Thus my premise and my question are the same: why should a bank or other “lender” make a profit on a bad loan? Why should banks be freed from the risk of loss that the government guarantees are meant to cover? Why have we strayed from existing law in which the “banks” (which we have all presumed to be “lenders”) are the party primarily responsible for the viability of the loan? Why should these bad loans be subject to sale to “investors” whose only interest in the student loans is the elimination of risk because the government has guaranteed benefits? Why should young people, before they get their education, be held to a higher standard of responsibility than the banks who are setting them up for failure?

My proposed legal theory is that once a bank makes the election to sell the student loan into the secondary market, the government guarantees should vanish. My theory under current law is that if the loan was funded from the sale of student debt pools there are two outcomes, to wit: (1) the government guarantee does not attach because there is no risk of loss to guarantee and because the lender is not the broker, pretender who appears on the note, (i.e., they were not entitled to the government protections because they brokered the transaction instead of loaning the money) and (2) since the government guarantee is no longer involved, there is no reason to prevent discharge in bankruptcy.

Then we will have close attention paid to the value of the loans and the manner in which they were sold. Once sold, these loans should be dischargeable in bankruptcy. Once sold these loans should offer no safe haven to investors that the loan will be paid by the U.S. government. Whether this can be done in the courts under current law is debatable. But it can and should be done through Congress and state legislatures. Without these reforms we are essentially eating our young.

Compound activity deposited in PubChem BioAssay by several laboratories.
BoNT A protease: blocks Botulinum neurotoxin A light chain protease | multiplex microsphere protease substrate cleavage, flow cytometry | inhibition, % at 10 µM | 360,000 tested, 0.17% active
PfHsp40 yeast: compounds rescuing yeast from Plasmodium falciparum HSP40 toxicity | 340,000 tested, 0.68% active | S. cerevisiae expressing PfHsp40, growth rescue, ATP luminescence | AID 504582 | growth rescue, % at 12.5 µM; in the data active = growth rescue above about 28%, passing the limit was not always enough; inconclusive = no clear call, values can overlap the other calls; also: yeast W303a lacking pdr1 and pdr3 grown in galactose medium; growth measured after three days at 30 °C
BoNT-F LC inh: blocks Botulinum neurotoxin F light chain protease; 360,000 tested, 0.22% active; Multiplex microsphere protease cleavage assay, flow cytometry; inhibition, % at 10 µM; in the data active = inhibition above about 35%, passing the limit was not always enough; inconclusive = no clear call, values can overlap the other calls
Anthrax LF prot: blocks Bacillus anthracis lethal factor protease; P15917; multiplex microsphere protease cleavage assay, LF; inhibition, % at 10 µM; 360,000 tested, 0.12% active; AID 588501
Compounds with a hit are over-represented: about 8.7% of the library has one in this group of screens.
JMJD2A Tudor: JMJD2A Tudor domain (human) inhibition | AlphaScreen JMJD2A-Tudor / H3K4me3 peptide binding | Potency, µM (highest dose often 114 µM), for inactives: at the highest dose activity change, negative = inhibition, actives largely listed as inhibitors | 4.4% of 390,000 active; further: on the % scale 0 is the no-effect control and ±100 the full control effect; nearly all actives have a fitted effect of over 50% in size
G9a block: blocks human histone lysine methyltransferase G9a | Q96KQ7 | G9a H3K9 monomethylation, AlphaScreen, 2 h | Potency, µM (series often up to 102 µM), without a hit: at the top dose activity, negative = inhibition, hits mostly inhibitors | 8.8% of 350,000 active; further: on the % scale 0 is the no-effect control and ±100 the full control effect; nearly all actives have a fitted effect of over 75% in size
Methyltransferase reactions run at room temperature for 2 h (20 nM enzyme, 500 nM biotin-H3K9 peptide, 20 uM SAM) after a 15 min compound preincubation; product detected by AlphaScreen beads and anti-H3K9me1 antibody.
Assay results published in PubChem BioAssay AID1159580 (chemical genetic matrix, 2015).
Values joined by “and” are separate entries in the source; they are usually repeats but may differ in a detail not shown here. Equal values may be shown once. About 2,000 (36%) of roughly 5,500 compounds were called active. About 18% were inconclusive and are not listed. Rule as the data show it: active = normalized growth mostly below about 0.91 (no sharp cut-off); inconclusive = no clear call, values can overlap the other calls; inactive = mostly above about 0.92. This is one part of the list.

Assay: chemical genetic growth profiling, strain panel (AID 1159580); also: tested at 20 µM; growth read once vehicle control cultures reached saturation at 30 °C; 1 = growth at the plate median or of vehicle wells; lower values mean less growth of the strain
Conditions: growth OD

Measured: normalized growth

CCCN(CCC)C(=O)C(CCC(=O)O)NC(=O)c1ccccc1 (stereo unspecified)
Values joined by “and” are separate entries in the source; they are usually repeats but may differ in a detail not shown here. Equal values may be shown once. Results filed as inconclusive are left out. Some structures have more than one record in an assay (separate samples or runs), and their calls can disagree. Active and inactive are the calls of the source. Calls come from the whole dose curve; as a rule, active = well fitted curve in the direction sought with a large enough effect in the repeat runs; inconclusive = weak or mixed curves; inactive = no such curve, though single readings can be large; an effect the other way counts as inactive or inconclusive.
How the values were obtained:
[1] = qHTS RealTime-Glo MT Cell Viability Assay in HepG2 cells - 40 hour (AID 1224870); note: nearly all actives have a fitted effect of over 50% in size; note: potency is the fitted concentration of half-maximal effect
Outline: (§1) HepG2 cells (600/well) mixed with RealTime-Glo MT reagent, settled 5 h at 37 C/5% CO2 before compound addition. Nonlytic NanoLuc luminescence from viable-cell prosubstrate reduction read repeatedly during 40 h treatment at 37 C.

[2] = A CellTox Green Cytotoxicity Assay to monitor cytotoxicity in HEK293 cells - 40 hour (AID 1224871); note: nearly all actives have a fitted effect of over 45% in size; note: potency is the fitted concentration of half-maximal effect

MISSION CREEP NOTICE: Wall Street is now looking to “Securitize” health care loans. There is hardly anything they are not claiming to securitize.

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8 Responses

  1. So NPV- after the insurance pays out 30-50%, the debt collector/ servicer tries to collect in the name of ? For the full amount? Same as the mortgages? And again, no chain of title, as it were, between the “lender” and the debt collector?

  2. Npv- thanks for that previously unknown(to me) information.
    We wont need to tale out any college loans for any of our kids because they have succeeded on their own merits to make themselves more attractive to
    College recruiters than any on the other students applying.

  3. Thank you, but it does get sold and then it becomes doable to get rid of it as your debt.